It is not a mission without risk. While the IM-1 mission is experiencing some communications issues, it has fared far better than the Peregrine lander, a private lunar mission in January that experienced problems shortly after launch and later burned up in the earth’s atmosphere.

Lonestar and other CLPS participants are part of NASA’s effort to create a “lunar economy” to support its Artemis project, which plans to establish a long-term human presence on the moon, including a base camp where astronauts will live and work. Artemis II plans a manned lunar flyby sometime after September 2025, with the Artemis III crew scheduled to land near the South Pole of the moon (near the Odysseus landing site) after September 2026.

Lonestar is funded by Scout Ventures, Seldor Capital, 2 Future Holdings, IronGate Capital, The Veteran Fund, Atypical Ventures, Kittyhawk Ventures, and Backswing Ventures.


The Space Revolution Enables New Missions

Over the years, we’ve seen data centers in lots of new and strange places – caves, old chapels, floating platforms and underwater containers. The idea of placing data centers on the moon emerged as early as 2012, when a space conference heard a presentation for a lunar supercomputer.

Data transmission from space is hardly new, as satellites have been sending imagery back to earth since the earliest days of the space race. In 1990, the Voyager 1 space probe transmitted a photo of the Earth from a distance of 3.7 billion miles.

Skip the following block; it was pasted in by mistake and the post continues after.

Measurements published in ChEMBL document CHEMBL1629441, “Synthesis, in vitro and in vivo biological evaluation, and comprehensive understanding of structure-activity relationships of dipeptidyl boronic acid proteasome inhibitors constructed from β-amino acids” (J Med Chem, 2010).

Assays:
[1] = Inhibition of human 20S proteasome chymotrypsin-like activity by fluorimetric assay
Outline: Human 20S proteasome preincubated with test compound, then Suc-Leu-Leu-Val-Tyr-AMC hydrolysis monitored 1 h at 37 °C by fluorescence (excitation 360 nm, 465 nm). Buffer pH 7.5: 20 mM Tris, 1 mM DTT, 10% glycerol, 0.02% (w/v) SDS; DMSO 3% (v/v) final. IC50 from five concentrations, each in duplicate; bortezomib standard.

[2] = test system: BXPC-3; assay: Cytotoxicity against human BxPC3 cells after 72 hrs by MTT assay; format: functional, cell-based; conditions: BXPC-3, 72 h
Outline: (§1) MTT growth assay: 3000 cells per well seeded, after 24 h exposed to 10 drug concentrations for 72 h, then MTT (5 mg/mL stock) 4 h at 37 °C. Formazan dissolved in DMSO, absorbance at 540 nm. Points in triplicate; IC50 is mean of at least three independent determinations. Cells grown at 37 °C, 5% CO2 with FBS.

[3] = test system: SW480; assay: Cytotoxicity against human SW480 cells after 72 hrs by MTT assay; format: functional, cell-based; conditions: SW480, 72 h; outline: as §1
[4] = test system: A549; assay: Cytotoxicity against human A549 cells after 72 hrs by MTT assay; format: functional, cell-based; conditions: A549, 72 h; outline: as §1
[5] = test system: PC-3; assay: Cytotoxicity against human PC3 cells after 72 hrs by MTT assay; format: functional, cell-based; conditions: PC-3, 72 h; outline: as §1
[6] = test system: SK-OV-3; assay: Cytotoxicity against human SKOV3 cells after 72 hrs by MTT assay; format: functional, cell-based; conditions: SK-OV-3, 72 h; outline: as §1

In recent years a revolution in space technology has created new business models, in which data and imagery are playing a leading role. The emergence of less expensive private space missions and “rideshare” services from providers like Intuitive Machines has opened space to a new breed of technology startups offering satellite broadband, Internet of Things networks, space lasers, and even colocation in Earth orbit.

As Lonestar advances its mission, several other startups are preparing edge computing from orbit. These include Sidus Space, which plans to launch a satellite with integrated edge AI software and hardware later this year. Then there’s Wallaroo.AI, which is working with the U.S. Space Force to develop AI models for edge computing from orbit. We’ve previously profiled Orbit’s Edge, a “space colo” company that has developed a compact rack design that will house servers inside a satellite.  

But Lonestar has hit an extraordinary milestone with yesterday’s lunar landing.

"We believe that expanding the world's economy to encompass the Moon, Earth's largest satellite, is the next whitespace in the New Space Economy," says Brad Harrison Founder and Managing Partner of Lonestar backer Scout Ventures. "Data security and storage will be a necessary part of leading the new generation of lunar exploration."



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About the Author

Rich Miller

I write about the places where the Internet lives, telling the story of data centers and the people who build them. I founded Data Center Knowledge, the data center industry's leading news site. Now I'm exploring the future of cloud computing at Data Center Frontier.